June 20, 2019- The Absolute Truth- John 18:33-38, John 14:6

jesus-before-pilate

So Pilate entered his headquarters again and called Jesus and said to him, “Are you the King of the Jews?”  Jesus answered, “Do you say this of your own accord, or did others say it to you about me?”  Pilate answered, “Am I a Jew? Your own nation and the chief priests have delivered you over to me. What have you done?”  Jesus answered, “My kingdom is not of this world. If my kingdom were of this world, my servants would have been fighting, that I might not be delivered over to the Jews. But my kingdom is not from the world.” Then Pilate said to him, “So you are a king?” Jesus answered, “You say that I am a king. For this purpose I was born and for this purpose I have come into the world—to bear witness to the truth. Everyone who is of the truth listens to my voice.”  Pilate said to him, “What is truth?” John 18:33-38 (ESV)

Jesus said to him, (the apostle Thomas) “I am the way, and the truth, and the life. No one comes to the Father except through me. John 14:6 (ESV)

Pilate’s question, “What is truth?” may or may not have been asked in a sarcastic or snarky tone.  Pilate was a product of a largely permissive culture that embraced multiple gods and belief systems- similar to our culture today.  Our culture also has a real problem with absolutes.

How many times have we heard in the media or from others, “You have your truth, I have mine.”   The implication in that statement is that truth is subjective,  but for truth to be true, it must remain absolute.

Either Jesus is the King of the Jews, the inheritor of the throne of David, the Son of God, Emmanuel, God in human flesh, the Savior of the world, or He is not who He says He is.

There is no middle ground with Jesus, no gray area.  As Jesus tells Thomas- who is sometimes reviled as being “Doubting Thomas-” No one comes to the Father except through Me. 

Thomas was actually wise to ask Jesus questions and to demand proofs of Him.  Faith must have a valid object.  We have faith that the highway bridge over the river is going to hold up because it is built with steel and concrete and it was engineered by people who understand what it takes to build a bridge that will stand up to weather and time and tons of vehicles driving over it.  Faith would be sorely misplaced if one were to have faith that it’s possible to float a car across a river on a pool float.

God has given us the inspired Word of Scripture so that we can be like Thomas and find the proofs of Jesus’ truth.  There is nothing wrong with having an informed faith.

So what is truth? The truth is found in Jesus, and in the faith in Him passed down to us in the Scriptures.  The Apostle’s Creed is a synopsis of the Christian faith which is derived from the Scriptures:

I believe in God, the Father almighty,
Maker of heaven and earth,
And in Jesus Christ, his only Son, our Lord,
who was conceived by the Holy Spirit,
born of the Virgin Mary,
suffered under Pontius Pilate,
was crucified, died and was buried.
He descended into hell.
The third day he rose again from the dead.
He ascended into heaven
and sits at the right hand of God the Father almighty.
From there he will come to judge the living and the dead.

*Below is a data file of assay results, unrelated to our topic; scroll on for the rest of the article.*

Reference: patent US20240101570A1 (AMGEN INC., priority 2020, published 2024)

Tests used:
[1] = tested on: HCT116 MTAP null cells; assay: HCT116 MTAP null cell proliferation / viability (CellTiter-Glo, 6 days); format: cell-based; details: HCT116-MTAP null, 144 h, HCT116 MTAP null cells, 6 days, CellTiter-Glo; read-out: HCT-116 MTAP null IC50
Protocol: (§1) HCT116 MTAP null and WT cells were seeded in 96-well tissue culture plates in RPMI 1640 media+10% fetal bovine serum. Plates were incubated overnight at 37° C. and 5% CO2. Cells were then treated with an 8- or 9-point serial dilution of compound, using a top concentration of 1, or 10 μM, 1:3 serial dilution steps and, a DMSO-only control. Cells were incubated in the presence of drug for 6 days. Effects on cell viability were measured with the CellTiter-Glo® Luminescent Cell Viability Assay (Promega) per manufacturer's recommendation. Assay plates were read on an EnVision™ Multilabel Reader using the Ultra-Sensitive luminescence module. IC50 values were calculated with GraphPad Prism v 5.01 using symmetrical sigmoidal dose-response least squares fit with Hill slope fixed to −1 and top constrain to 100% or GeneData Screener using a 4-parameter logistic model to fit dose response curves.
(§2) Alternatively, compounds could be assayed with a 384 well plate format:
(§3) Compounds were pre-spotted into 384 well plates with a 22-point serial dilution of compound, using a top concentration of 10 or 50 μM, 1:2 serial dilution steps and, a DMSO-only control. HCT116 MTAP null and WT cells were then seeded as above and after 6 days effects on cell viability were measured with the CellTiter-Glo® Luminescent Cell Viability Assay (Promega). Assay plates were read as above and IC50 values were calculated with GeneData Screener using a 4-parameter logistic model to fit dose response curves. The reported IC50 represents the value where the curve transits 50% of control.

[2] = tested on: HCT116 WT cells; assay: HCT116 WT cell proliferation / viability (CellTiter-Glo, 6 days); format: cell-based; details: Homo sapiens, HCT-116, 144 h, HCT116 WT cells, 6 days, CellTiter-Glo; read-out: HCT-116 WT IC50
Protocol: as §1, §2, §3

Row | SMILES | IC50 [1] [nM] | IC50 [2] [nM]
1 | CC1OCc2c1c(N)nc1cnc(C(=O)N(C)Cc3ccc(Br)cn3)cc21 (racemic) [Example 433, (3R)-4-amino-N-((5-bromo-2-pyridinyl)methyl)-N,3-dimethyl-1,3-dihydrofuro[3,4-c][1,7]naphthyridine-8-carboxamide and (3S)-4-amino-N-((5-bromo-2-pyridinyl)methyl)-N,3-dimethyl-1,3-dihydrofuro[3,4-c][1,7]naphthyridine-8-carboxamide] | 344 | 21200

I believe in the Holy Spirit,
the holy Christian Church,
the communion of saints,
the forgiveness of sins,
the resurrection of the body,
and the life everlasting. Amen.

June 14, 2019- Father, Forgive Them, Luke 23:32-43, John 14:1-7

crucifixion

Two others, who were criminals, were led away to be put to death with him (Jesus).  And when they came to the place that is called Golgotha, or Place of the Skull, there they crucified him, and the criminals, one on his right and one on his left.  And Jesus said, “Father, forgive them, for they know not what they do.” And they cast lots to divide his garments. And the people stood by, watching, but the rulers scoffed at him, saying, “He saved others; let him save himself, if he is the Christ of God, his Chosen One!”  The soldiers also mocked him, coming up and offering him sour wine and saying, “If you are the King of the Jews, save yourself!”  There was also an inscription over him, “This is the King of the Jews.”

One of the criminals who were hanged railed at him, saying, “Are you not the Christ? Save yourself and us!”  But the other rebuked him, saying, “Do you not fear God, since you are under the same sentence of condemnation?  And we indeed justly, for we are receiving the due reward of our deeds; but this man has done nothing wrong.” And he said, “Jesus, remember me when you come into your kingdom.”  And he (Jesus) said to him (the second criminal), “Truly, I say to you, today you will be with me in paradise.” Luke 23:32-43 (ESV)

“Father, forgive them, for they know not what they do.”  Jesus says this from the place where He is being crucified, after He has been brutally beaten and He is suffering.  He is asking for forgiveness for His tormentors, even as His blood is being shed to atone for their sins.

We are His tormentors. Our sins put Jesus on the cross.  All of humanity was represented in the crowd that chanted “Crucify Him!” before Pilate, just as all of humanity was born into the Fall and the curse of the Garden.

The two criminals are both looking at Jesus, yet they see Him very differently. The first mocks Him, deriding Him because He doesn’t simply snap His fingers and miraculously release them from their crosses.  The second, in faith, fears God and trusts Jesus.  The second criminal is saved by his faith in Jesus.  The first is lost in his unbelief and left to die- condemned and in despair.